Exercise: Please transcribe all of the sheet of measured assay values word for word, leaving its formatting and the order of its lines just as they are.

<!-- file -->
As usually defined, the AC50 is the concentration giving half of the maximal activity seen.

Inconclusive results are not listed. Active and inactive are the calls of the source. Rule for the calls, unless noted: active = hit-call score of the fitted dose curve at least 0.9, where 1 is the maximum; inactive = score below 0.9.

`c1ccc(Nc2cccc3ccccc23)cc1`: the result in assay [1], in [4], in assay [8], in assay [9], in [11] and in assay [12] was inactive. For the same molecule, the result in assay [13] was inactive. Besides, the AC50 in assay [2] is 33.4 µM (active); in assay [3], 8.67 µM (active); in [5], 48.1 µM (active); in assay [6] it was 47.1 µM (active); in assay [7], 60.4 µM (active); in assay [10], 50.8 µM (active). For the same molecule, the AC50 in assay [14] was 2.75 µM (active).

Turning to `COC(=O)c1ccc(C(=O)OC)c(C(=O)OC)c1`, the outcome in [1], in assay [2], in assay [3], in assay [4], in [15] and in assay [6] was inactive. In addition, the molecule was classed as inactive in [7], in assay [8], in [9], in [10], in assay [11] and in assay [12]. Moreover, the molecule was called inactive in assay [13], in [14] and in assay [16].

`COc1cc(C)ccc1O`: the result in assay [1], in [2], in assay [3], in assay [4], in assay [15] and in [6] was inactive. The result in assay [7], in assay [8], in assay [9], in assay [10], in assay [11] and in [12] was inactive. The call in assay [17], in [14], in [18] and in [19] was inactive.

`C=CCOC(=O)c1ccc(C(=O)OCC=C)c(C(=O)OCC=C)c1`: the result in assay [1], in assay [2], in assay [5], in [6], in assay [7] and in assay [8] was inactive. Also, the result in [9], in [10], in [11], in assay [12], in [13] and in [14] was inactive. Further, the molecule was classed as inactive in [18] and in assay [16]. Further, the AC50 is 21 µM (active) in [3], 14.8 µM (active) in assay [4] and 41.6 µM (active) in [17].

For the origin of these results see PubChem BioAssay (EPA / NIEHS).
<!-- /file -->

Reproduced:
As usually defined, the AC50 is the concentration giving half of the maximal activity seen.

Inconclusive results are not listed. Active and inactive are the calls of the source. Rule for the calls, unless noted: active = hit-call score of the fitted dose curve at least 0.9, where 1 is the maximum; inactive = score below 0.9.

`c1ccc(Nc2cccc3ccccc23)cc1`: the result in assay [1], in [4], in assay [8], in assay [9], in [11] and in assay [12] was inactive. For the same molecule, the result in assay [13] was inactive. Besides, the AC50 in assay [2] is 33.4 µM (active); in assay [3], 8.67 µM (active); in [5], 48.1 µM (active); in assay [6] it was 47.1 µM (active); in assay [7], 60.4 µM (active); in assay [10], 50.8 µM (active). For the same molecule, the AC50 in assay [14] was 2.75 µM (active).

Turning to `COC(=O)c1ccc(C(=O)OC)c(C(=O)OC)c1`, the outcome in [1], in assay [2], in assay [3], in assay [4], in [15] and in assay [6] was inactive. In addition, the molecule was classed as inactive in [7], in assay [8], in [9], in [10], in assay [11] and in assay [12]. Moreover, the molecule was called inactive in assay [13], in [14] and in assay [16].

`COc1cc(C)ccc1O`: the result in assay [1], in [2], in assay [3], in assay [4], in assay [15] and in [6] was inactive. The result in assay [7], in assay [8], in assay [9], in assay [10], in assay [11] and in [12] was inactive. The call in assay [17], in [14], in [18] and in [19] was inactive.

`C=CCOC(=O)c1ccc(C(=O)OCC=C)c(C(=O)OCC=C)c1`: the result in assay [1], in assay [2], in assay [5], in [6], in assay [7] and in assay [8] was inactive. Also, the result in [9], in [10], in [11], in assay [12], in [13] and in [14] was inactive. Further, the molecule was classed as inactive in [18] and in assay [16]. Further, the AC50 is 21 µM (active) in [3], 14.8 µM (active) in assay [4] and 41.6 µM (active) in [17].

For the origin of these results see PubChem BioAssay (EPA / NIEHS).